With UK savings rates remaining high, you might be wondering whether it’s time to hold more cash in your investment portfolio.

Unlike shares and bonds1, there’s no risk of incurring a loss on cash savings. So, why take the extra risk when the returns on cash are more attractive than they’ve been for many years?

While this may seem like a rational argument, our research2 shows that holding too much cash in your investment portfolio could affect your ability to reach your long-term financial goals. 

Read on to find out why excess cash can prove costly and how to work out how much you really need.

Emergency cash holdings

First and foremost, you should always consider holding emergency cash to cover against the unexpected, such as your boiler breaking down or a period of unemployment. Maintaining an emergency fund will reduce the risk of you going into debt or having to sell investments at a loss. 

For one-off expenses, one rule of thumb is to keep the greater of £2,000 or half a month’s expenses in a bank account. When it comes to an income shock, we suggest keeping 3-6 months’ worth of expenses in an accessible savings account. 

The cost of holding too much cash

Beyond your emergency fund, holding excess cash in your investment portfolio could cost you in the long run. 

There’s a term in investing called ‘risk premium’, which is the additional return that investors get for taking on extra risk. When you invest in shares and bonds there’s a risk of losing some or all of your investment, but there is a premium to compensate for this. At Vanguard, we expect cash to deliver annualised returns3 of 3.4% over the next 30 years, compared with 6.9% for shares and 4.3% for bonds, based on average market conditions4. When we factor inflation into our projections, those figures decline to 1.4% for cash, 2.3% for bonds and 4.9% for shares.

Shares and bonds will experience volatility – or swings in prices – along the way. But that doesn’t mean you should move to cash when markets are particularly volatile. Doing so could have a long-term, detrimental impact on your finances. 

The chart below shows how moving to cash for just a few months can lead to significant underperformance. It shows three examples of investor behaviour during the Covid-19 market downturn:

  • Staying invested throughout (grey line);
  • Going fully to cash in the week of 18 February 2020 and reinvesting in the week of 7 July 2020 (green line); and
  • Going fully to cash in the week of 20 March 2020 (market bottom) and reinvesting in the week of 7 July 2020 (orange line).

The investors who fled the market – even those who sold out part way down – ended up with much lower returns than the investor who remained invested throughout.

Reacting to market volatility can jeopardise returns

Going to cash for just a few months can lead to underperformance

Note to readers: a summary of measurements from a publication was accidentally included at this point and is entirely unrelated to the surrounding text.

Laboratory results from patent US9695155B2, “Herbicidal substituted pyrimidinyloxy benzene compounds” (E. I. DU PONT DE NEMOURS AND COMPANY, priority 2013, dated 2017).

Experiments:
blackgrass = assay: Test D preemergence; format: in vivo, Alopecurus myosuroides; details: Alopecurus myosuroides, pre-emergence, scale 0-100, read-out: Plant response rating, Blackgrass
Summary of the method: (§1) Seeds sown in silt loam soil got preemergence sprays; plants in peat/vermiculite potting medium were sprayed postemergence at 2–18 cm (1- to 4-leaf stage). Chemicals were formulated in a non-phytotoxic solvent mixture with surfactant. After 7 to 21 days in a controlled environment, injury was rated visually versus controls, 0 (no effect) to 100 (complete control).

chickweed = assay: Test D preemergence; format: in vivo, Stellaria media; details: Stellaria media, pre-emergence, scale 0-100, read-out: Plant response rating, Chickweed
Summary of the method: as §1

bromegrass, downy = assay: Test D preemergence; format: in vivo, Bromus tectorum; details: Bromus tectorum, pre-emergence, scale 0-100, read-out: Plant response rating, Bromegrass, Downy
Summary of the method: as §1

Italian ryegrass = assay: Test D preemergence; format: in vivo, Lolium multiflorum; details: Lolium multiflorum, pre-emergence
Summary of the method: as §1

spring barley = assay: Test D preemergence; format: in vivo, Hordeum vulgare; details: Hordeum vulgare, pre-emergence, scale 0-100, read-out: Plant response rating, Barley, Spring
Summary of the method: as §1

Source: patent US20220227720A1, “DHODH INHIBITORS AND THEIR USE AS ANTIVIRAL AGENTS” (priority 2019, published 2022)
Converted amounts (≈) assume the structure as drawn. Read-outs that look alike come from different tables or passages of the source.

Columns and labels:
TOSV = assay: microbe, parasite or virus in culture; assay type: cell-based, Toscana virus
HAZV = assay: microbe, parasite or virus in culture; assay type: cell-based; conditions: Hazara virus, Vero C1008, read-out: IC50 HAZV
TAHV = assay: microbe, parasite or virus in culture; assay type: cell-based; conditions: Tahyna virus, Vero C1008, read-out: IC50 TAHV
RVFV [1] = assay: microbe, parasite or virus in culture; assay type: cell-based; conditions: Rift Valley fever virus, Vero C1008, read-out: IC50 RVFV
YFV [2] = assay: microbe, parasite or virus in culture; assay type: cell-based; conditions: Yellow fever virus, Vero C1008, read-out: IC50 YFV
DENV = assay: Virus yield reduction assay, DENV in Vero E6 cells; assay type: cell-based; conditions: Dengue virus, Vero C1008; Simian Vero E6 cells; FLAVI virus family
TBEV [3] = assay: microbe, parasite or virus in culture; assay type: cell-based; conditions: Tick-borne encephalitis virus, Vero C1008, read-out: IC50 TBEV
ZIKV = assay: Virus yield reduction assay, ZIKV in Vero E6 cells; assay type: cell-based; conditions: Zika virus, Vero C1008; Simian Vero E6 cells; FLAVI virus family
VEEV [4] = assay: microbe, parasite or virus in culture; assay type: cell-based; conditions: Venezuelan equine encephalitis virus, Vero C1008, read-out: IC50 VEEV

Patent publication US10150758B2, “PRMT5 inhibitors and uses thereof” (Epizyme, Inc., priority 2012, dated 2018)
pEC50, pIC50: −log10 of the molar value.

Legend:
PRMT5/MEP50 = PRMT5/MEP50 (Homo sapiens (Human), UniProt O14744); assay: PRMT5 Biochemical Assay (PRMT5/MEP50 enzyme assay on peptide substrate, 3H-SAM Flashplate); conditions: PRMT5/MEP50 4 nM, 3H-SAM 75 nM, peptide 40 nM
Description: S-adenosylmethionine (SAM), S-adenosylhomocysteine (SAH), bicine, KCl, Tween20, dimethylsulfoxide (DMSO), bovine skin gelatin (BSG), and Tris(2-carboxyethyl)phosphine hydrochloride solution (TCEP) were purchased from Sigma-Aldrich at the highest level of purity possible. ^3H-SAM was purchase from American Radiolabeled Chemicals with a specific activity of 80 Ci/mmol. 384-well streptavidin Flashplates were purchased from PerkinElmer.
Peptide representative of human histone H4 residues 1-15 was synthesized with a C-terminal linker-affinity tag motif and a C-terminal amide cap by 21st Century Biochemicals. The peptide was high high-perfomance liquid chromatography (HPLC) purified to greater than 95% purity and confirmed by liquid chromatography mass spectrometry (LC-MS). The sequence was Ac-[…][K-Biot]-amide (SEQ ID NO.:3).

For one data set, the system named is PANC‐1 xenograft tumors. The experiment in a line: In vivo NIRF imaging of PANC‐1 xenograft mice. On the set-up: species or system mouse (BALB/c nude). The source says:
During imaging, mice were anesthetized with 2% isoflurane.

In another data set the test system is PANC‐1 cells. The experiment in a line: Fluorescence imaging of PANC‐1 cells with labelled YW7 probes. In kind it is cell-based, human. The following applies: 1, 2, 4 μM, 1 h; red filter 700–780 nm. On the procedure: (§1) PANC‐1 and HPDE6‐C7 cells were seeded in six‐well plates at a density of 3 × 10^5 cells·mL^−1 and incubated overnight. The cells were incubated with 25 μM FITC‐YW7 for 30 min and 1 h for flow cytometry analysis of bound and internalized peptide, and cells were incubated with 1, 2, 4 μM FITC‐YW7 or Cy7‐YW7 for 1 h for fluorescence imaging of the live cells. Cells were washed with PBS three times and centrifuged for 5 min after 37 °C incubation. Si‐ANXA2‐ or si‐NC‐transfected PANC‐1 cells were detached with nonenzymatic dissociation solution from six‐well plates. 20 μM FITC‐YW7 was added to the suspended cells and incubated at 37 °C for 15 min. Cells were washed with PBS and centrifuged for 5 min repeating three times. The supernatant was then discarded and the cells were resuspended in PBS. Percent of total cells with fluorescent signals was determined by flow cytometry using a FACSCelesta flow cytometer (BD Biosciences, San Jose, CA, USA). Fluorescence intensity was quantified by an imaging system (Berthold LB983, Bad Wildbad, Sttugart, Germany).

The line chart shows the importance of maintaining discipline during volatile market events, using the March 2020 market downturn as a case study. The vertical axis represents the portfolio return, running from -10% to 40%. The horizontal axis represents time, running from January 2018 to December 2023. Three lines are plotted. The grey line at the top of the chart represents a portfolio where the investor stays in the market after the March 2020 drop. The middle green line represents a portfolio where the investor goes to cash on 18 February 2020, and reinvests on 28 July 2020. The bottom orange line plots a portfolio where the investor moves to cash on 20 March 2020 (the market bottom), then reinvests into the market on 28 July 2020. In December 2023, the investor that remained in the market has made a 37% return. The investor that left the market for cash in February 2020 then reinvested in July 2020 has made a 29% return, while the investor that left the market for cash in March 2020 and reinvests in July 2020 has made a 15% return.

Past performance is not a reliable indicator of future results. The performance of an index is not an exact representation of any particular investment, as you cannot invest directly in an index.

Notes: The investment is in a portfolio made up of 60% shares and 40% bonds. Shares are represented by the FTSE Global All Cap Index. Bonds are represented by the Bloomberg Global Aggregate Bond Index (GBP Hedged). Currency hedging reduces the increase or decrease in the value of an investment due to changes in the exchange rate. It usually involves a separate transaction that is undertaken in the foreign exchange market before being converted into the investor's local currency. Cash is represented by the Sterling Overnight Index Average (SONIA) rate. Returns do not take into account inflation.

Sources: Vanguard calculations, using data from Morningstar, Inc. 1 January 2018 to 25 December 2023.

How much cash do I need?

So, what does this all mean for you? At Vanguard, we believe there are three things to consider when deciding whether to include cash in your investment portfolio: your risk tolerance, your time horizon and how close you are to achieving your goal amount.

Risk tolerance

Risk tolerance relates to how you feel about risk and is a measure of how much investment risk you’re willing to take. Cash’s low volatility means it tends to be suitable for investors with a lower risk tolerance. Whereas those with a higher risk tolerance are more accepting of the uncertainties associated with investing in the hope of better returns. 

Time horizon

Your time horizon is how far away your investment goal is. At Vanguard, we generally think of a short time horizon as up to two years, intermediate between two and 10 years, and a long time horizon as anything over 10 years. 

The chart below shows our expectations for cash, bonds and shares over one-year and 10-year time horizons. The coloured bars show the expected range of returns and the figures in the red circles show the expected median returns on an annualised basis. The data shows that the longer you invest, the narrower the expected range of annual returns, particularly when it comes to shares and bonds.